Well I had another day teach lead climbing, this was an intro course so the main aim was to give my two clients the fundamental skills required to lead safely on there own. I concentrated on placing gear (Nuts, Hexes, Slings and Cams), extending them appropriately and constructing belays that meet the IDEAS principles.
The weekend course was a great chance for my to clients get loads of practice under my watchful. I managed to take a couple of snaps whilst they were busy placing gear and working out where the route went.
If you’d like some lead climbing coaching or an introduction to lead climbing then I offer course here
Well another day another dollar, so I am back at the Brenin teaching on an Intro to Leading weekend. We headed down to Tremadog today, and it was hotter than a hot thing on a hot day. It was like I was back in the US desert.
We climbed Christmas Curry with a Micah Finish and then I got my guys to climb Bobo on the sharp end. A great if somewhat hot day, although I think I have managed to rehydrate.
At the Crag I have gotten into the swing of Tremadog the place runs like clockwork, at 3pm the farmer comes out on their quad and starts his cows on the long walk back to the Dairy. It must be the same the world over, cattle everywhere heading to be drain of the white stuff. All because you want milk in your coffee in the morning. Its amazes me that it all works! There must be thousands if not millions of cows just so we can have our cornflakes.
Anyway the day was like any other until I got home and opened a letter from Bangor University, it announced that I am now the proud owner of a Masters Degree in Applied Sports Science.I can’t say how much a relief it is to finally after about three years of hard work and of course a great deal of waiting that the results are finally in. I now seem to be the most over qualified professional jumarer!
I arranged to go to LPT with Pete Robins today, and was blown away with the mans ability to crank through the hardest of moves through the steepest of terrains. I have climbed with him many times before but never seen him on hard sport since he decided to get good at it.
Whereas mortals might hope to tick a F7a or even like me pray for the day they climb F8a, this boy has been redpoint and onsighting routes in the upper sevens and 8’s for a while now, eventually redpointing Liquid Ambar F8c+.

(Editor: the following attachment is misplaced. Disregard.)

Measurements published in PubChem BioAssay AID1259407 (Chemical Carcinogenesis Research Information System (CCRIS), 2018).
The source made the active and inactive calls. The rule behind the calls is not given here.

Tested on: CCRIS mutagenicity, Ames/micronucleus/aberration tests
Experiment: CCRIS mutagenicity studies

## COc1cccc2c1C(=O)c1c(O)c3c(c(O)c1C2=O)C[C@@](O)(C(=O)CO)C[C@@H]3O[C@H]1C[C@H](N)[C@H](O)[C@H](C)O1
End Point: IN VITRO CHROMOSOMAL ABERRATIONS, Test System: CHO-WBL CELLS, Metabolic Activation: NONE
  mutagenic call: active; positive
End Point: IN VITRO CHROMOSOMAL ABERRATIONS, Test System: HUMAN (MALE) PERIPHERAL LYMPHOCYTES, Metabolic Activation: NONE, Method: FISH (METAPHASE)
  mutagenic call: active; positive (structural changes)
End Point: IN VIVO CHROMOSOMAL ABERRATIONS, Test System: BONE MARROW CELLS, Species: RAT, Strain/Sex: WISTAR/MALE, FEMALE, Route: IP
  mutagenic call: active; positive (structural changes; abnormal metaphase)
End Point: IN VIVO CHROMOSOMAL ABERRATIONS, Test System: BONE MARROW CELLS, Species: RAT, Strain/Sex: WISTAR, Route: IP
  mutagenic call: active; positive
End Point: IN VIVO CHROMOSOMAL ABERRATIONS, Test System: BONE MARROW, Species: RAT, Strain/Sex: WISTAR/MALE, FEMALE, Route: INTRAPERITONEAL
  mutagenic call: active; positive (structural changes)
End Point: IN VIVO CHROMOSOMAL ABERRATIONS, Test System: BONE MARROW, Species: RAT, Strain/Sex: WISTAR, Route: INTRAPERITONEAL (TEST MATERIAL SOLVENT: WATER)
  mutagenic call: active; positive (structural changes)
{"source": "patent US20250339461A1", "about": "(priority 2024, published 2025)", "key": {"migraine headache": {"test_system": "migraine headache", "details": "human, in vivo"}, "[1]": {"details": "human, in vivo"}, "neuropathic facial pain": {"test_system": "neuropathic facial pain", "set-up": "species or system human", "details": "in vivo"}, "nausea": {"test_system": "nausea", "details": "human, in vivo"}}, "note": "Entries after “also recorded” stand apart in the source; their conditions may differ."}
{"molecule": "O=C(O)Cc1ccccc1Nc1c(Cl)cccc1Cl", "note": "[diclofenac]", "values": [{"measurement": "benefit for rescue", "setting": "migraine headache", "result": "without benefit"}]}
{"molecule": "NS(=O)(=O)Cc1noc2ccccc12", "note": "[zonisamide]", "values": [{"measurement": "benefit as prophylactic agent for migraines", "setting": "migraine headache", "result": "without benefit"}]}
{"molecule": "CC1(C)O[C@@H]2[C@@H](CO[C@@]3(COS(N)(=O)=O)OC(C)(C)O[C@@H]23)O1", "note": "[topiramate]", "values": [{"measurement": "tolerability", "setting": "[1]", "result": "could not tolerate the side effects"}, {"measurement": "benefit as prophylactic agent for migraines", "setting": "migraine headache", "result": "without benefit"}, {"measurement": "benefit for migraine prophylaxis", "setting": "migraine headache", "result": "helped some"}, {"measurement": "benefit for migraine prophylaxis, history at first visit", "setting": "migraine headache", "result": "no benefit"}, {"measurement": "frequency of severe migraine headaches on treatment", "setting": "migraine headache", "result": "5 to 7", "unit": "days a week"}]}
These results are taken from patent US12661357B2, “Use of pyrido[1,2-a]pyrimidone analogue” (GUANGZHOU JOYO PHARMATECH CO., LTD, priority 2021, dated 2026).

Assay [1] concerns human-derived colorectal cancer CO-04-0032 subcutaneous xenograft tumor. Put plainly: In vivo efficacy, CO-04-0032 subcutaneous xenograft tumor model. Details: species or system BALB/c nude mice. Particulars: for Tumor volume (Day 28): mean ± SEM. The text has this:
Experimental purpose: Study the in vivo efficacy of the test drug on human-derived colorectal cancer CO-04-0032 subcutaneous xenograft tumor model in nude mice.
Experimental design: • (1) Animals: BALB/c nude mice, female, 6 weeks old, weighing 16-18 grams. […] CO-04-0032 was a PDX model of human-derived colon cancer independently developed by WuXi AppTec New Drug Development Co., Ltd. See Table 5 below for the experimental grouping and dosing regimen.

He has always been a machine, but the way he was climbing today was incredible, narrowly missing out on a link up he is working. It was like his arms were hydraulically driven, rather than muscle that requires merely food to operate.
What the day did was get me re-psyche for Statement, and I had my first go on it today, and flailed about miserably in comparison, but then again I have lost much of my fitness through having to work, and only climbing slabs! I did manage to climb some moves that I could get near when I last tried the route some 8 years ago. By ‘not get near’, I mean basically unable to hold and unable to get to by hook, crook or aiding through. I have a few things I need to work on, my strength being one of them!
We had a great day, and despite the sea fret and humid conditions. I was happy with day 1.
My housemate has recently purchase this new ClickUp belay device by Climbing Technology. Marketed as an alternative to the Petzl Gri-Gri, i decided to take it for a test drive at LPT sports climbing today. What I found was a fairly simple and effect device for belaying on sports climbs.
The device operates by a fall making the carabiner its attached to move upwards, and unsurprisingly ‘click’ into place. When it has clicked it essentially locks the rope. What I found was that when someone pulls back on after they have been climbing the route, you can pop the carabiner back to the belay position, and carry on using it like normal.
I have to say I didn’t use it as a totally ‘auto-locking’ device, but even the Gri-gri isn’t really sold as such. What I like about the device compared to the gri-gri, was having never used it before I was expecting the potential stop-go-stop-go of a novice trying to use a Gri-gri and failing to co-ordinate the right tension on the handle and dead rope. With the ClickUp this simply can’t happen, twist it as much as you want, it still feeds the rope out nice and slowly.
My only disapointment was that it was near impossible to clip it to my harness with the lightweight HMS carabiner I was using. However with a full weight HMS this isn’t a problem. All in all on first impressions a nice little device, where you can easily pay rope out, take it in, and lower someone without the potential of dropping them that has occurred in the past with a Gri-gri, as you ‘thumb’ it.
(I only tried the device with a 10.5mm rope)
Any reader of this blog will have realised that I have an obsession with slate, and in particular the big and classic routes. Over the years I have climbed many of them all over the quarries and recently my partner in crime llion, has been robbing the limelight by getting ascents of Poetry Pink and Flashdance.